Benefits of having focus group

  1. Verbal Communication

This is where the advantage of focus groups really lies. In way of comparison to online discussions or surveys which rely too much on written input, focus groups will allow you to peruse verbal communication. We are often unaware of the verbal expressions and attitudes that we exhibit, so it is no wonder that survey respondents are unable to include these in their written responses.

Through focus groups, you will be able to notice things such as objects or components that capture the attention of the participants, the category of subjects that appear reluctant to explore, and even topics that excite them the most.

  1. Open Discussions

Survey formats tend to be rather restrictive. Essay-type questions are usually difficult to assess, so most questions are multiple choice. On the other hand, focus group discussions tend to be opener. This helps you to uncover more insightful knowledge on what your clients need.

We can also ask as general or as specific questions as you wish. For example, if we set up a wedding planning company, we can start with a broad question like, “What is the most challenging part of your wedding planning?” Then, once the participants provide an answer, we may ask them to compare it with other challenges they have faced or to respond to the responses of others in the community.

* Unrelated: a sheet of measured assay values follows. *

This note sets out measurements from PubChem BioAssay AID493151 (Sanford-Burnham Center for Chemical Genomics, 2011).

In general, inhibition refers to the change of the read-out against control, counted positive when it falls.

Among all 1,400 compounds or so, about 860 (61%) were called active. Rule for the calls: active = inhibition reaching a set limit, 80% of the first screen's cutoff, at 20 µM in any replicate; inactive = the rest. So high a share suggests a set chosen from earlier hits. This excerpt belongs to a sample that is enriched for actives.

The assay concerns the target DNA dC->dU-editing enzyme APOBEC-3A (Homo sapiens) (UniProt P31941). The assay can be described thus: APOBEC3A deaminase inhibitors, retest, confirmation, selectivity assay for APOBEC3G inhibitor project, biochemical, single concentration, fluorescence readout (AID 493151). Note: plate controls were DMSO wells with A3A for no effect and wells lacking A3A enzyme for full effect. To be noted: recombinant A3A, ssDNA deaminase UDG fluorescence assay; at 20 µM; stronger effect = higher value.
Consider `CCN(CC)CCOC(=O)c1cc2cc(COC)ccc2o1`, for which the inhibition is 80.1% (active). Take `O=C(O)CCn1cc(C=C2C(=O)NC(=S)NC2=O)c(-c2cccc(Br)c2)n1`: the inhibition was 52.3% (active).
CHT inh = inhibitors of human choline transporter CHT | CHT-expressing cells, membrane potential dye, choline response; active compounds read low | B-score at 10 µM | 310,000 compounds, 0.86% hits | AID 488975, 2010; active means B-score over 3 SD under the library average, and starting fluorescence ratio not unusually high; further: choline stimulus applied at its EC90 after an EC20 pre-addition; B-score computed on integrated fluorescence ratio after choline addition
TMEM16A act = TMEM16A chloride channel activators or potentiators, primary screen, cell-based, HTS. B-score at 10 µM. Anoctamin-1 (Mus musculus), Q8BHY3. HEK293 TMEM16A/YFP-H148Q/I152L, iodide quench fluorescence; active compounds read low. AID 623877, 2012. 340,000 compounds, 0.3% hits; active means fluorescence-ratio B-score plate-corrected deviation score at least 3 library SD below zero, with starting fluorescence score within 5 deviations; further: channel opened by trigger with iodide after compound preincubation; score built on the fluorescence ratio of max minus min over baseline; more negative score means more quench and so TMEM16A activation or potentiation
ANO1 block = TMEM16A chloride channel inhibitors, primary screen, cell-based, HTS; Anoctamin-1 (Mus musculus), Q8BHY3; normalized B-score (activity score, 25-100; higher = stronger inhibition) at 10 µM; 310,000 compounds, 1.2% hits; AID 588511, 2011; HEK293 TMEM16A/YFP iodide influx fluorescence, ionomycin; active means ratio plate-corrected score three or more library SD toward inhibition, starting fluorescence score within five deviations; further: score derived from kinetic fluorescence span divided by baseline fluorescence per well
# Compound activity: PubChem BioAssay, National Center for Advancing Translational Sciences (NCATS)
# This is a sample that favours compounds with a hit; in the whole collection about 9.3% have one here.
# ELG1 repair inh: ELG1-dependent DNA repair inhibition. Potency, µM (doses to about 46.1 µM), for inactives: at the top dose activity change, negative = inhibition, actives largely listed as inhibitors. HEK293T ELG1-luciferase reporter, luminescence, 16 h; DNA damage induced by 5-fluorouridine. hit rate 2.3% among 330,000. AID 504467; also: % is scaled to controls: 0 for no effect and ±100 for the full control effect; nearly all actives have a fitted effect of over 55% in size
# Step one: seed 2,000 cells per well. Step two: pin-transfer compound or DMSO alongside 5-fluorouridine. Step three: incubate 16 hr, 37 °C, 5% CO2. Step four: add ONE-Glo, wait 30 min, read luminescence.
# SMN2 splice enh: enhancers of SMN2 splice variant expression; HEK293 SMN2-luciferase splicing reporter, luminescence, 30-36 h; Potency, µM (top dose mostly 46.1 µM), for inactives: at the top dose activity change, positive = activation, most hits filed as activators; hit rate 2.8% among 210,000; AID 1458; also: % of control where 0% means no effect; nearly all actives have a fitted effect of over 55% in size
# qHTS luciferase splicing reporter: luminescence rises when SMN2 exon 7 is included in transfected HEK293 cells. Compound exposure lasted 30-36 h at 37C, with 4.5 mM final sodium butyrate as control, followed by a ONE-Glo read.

Often, the discussion format makes it easy to collect follow-up information such as asking participants to explain an answer or elaborate a topic. Due to the open nature of focus group discussions, they eventually reveal information that is unlikely to be found in surveys and other market research approaches.

  1. Getting Suggestions

Our focus group can provide you concrete suggestions. They’re in the best position to know which improvements to your product or service will boost the user experience. Not only are suggestions yielded from focus groups highly valuable and true it’s nature, but are also more convenient to be retrieved. For moderators sitting among a group of individuals with their common denominator being the usage of the particular product, it becomes way easier to give a desired direction to the conversation and casually have the individuals discuss rigorously on the pros and cons of the product or other factors associated with the product and gradually conclude each pro and con with an idea s to how the good can be upgraded to best and how the bad could be converted to a good for the 360 degree benefit i.e. both from the consumer and seller/manufacturer perspective.

Focus groups provide researchers with a useful tool to generate customer feedback throughout the product or service life cycle. Traditionally, market research have turned to focus groups for a large proportion of their research projects and have led to the method being widely used throughout the research community. It is easy to see how it has become so popular because it offers a versatile method of gathering customer feedback at almost any stage of a project or service and allows the clients team to observe each session closely.